Exxonmobil’s deal with Rosneft may spell a lucrative one-up on BP, but an excursion into Russia’s icy energy field is, as the US giant knows, not for the faint-hearted. If the deal prompted tough man Putin to use the word ‘scary’, Exxon Mobil might need to stiffen their sinews. Isabel Gorst from the FT fills us in some of the possible and numerous pitfalls:
Analysts warn that cultural differences will challenge the Exxon-Rosneft alliance and could prevent US deals from going ahead altogether. Rosneft may struggle to accept that oil reserves in the US, although smaller than in Russia, have a higher value because investment conditions are more stable and profit margins fatter, says Ed Chow senior fellow at the Center for International and Strategic Studies. “I don’t think this is a done deal by any stretch of the imagination.”
Exxon is renowned for its caution and may go slow on negotiations with Rosneft in the US until the first, critical, Arctic well is drilled in 2015 providing a better picture of the area’s oil potential.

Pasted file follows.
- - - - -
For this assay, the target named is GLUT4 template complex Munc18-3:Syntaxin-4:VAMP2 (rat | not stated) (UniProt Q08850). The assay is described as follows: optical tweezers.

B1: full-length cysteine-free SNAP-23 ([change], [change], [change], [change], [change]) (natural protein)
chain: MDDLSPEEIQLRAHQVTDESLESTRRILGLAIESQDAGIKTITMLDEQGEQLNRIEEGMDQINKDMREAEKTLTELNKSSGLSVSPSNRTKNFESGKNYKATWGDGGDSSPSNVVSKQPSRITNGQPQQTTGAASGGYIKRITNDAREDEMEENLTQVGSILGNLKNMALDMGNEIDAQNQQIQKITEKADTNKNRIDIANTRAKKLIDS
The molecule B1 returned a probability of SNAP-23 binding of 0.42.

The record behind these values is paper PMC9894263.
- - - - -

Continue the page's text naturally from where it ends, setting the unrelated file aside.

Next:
But the risk of the slow pedalling strategy is that Rosneft gets disillusioned and starts squeezing the US major for failing to deliver on the US deal.Exxon could then slow down investment in the Arctic as it did at the Sakhalin 1 project after a dispute with Russia over gas export terms. Alternatively, the US major could walk away. Three billion dollars would be a lot of money to lose, but not enough to hurt the world’s biggest oil company.
Rosneft expects to identify joint US projects with Exxon by the end of this year and finalise the first deals in 2012.
However, Chow warns that talks will only serve to highlight cultural differences between the two companies. State companies are accustomed to enormous advantages in their home countries and very few have succeeded in internationalizing.
While Rosneft’s priority is to serve the interests of the state and its managers, Exxon prides itself on delivering value to shareholders, says Chow.
“At Exxon there is the Exxon way and there is the wrong way. Exxon is not going to change its corporate culture to work in Russia.”